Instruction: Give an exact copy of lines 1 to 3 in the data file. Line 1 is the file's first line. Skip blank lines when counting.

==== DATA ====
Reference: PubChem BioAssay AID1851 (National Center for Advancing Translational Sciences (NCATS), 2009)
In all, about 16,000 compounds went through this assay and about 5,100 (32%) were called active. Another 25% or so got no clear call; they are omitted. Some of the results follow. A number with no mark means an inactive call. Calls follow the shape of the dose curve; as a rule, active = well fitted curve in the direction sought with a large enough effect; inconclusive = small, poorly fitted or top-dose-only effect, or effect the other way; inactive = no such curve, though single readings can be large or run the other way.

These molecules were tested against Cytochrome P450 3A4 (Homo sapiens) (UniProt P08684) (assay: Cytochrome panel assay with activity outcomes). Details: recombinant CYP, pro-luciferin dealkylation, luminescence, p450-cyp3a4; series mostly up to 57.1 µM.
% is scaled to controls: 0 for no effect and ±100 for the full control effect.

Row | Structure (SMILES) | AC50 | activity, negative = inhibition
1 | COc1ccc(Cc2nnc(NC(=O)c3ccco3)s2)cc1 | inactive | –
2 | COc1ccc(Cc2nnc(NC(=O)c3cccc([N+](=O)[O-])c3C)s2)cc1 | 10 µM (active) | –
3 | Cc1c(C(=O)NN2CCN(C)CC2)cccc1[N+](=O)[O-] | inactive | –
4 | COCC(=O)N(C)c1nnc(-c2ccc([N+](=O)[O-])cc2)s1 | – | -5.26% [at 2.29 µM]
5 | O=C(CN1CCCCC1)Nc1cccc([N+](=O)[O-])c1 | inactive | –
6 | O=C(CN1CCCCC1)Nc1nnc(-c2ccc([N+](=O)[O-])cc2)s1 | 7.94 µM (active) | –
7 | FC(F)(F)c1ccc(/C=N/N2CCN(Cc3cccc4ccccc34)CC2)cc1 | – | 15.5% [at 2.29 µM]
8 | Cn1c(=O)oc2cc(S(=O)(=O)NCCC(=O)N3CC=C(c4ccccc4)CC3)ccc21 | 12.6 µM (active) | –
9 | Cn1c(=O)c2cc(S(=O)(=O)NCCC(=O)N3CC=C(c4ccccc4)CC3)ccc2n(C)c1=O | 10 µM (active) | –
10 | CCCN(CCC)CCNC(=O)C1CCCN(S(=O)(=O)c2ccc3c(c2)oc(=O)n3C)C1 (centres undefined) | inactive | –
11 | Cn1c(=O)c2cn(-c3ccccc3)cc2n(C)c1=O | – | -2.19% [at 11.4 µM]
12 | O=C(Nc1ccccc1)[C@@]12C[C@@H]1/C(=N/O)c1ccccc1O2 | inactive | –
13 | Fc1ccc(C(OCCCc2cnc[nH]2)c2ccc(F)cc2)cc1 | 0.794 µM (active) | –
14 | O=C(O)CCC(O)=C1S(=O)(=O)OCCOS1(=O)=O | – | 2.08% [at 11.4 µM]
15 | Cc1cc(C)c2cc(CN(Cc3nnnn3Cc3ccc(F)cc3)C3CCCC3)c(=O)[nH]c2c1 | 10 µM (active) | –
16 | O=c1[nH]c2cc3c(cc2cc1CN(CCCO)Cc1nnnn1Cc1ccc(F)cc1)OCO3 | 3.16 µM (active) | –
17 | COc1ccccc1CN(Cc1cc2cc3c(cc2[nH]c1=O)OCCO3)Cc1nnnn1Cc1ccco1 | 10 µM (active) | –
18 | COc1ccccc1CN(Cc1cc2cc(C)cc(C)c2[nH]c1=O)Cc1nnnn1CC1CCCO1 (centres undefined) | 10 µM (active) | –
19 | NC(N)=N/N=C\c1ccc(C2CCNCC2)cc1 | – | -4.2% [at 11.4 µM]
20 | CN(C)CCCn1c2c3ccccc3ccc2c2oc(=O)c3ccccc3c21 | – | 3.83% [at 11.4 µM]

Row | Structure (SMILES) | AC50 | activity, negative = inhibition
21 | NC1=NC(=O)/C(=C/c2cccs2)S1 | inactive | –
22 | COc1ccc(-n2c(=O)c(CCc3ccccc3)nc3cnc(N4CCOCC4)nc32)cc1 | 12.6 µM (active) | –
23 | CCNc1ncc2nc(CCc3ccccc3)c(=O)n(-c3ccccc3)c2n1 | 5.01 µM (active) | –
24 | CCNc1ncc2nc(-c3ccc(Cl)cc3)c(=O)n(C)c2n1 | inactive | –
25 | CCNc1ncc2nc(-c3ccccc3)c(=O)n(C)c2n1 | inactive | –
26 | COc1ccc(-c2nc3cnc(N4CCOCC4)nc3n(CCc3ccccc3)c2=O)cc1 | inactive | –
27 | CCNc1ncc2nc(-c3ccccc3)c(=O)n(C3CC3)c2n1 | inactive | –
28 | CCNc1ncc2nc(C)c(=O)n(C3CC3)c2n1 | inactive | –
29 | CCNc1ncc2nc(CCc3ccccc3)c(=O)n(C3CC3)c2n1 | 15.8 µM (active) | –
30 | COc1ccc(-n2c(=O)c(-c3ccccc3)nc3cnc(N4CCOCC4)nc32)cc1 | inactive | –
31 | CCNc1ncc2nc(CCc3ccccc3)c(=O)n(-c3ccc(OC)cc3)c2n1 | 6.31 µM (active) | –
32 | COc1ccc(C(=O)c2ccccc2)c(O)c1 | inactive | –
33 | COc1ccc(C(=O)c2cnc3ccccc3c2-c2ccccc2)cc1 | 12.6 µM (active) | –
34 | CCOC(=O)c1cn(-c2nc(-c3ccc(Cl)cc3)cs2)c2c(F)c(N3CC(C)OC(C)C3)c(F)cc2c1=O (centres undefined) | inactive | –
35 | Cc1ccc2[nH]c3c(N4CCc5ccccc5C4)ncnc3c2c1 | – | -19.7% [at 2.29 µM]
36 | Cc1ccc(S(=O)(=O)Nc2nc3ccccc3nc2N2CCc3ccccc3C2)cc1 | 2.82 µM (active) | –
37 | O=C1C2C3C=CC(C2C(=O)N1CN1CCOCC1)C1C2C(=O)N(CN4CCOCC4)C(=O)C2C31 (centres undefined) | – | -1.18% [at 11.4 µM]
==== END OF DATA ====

Reference: PubChem BioAssay AID1851 (National Center for Advancing Translational Sciences (NCATS), 2009)
In all, about 16,000 compounds went through this assay and about 5,100 (32%) were called active. Another 25% or so got no clear call; they are omitted. Some of the results follow. A number with no mark means an inactive call. Calls follow the shape of the dose curve; as a rule, active = well fitted curve in the direction sought with a large enough effect; inconclusive = small, poorly fitted or top-dose-only effect, or effect the other way; inactive = no such curve, though single readings can be large or run the other way.

These molecules were tested against Cytochrome P450 3A4 (Homo sapiens) (UniProt P08684) (assay: Cytochrome panel assay with activity outcomes). Details: recombinant CYP, pro-luciferin dealkylation, luminescence, p450-cyp3a4; series mostly up to 57.1 µM.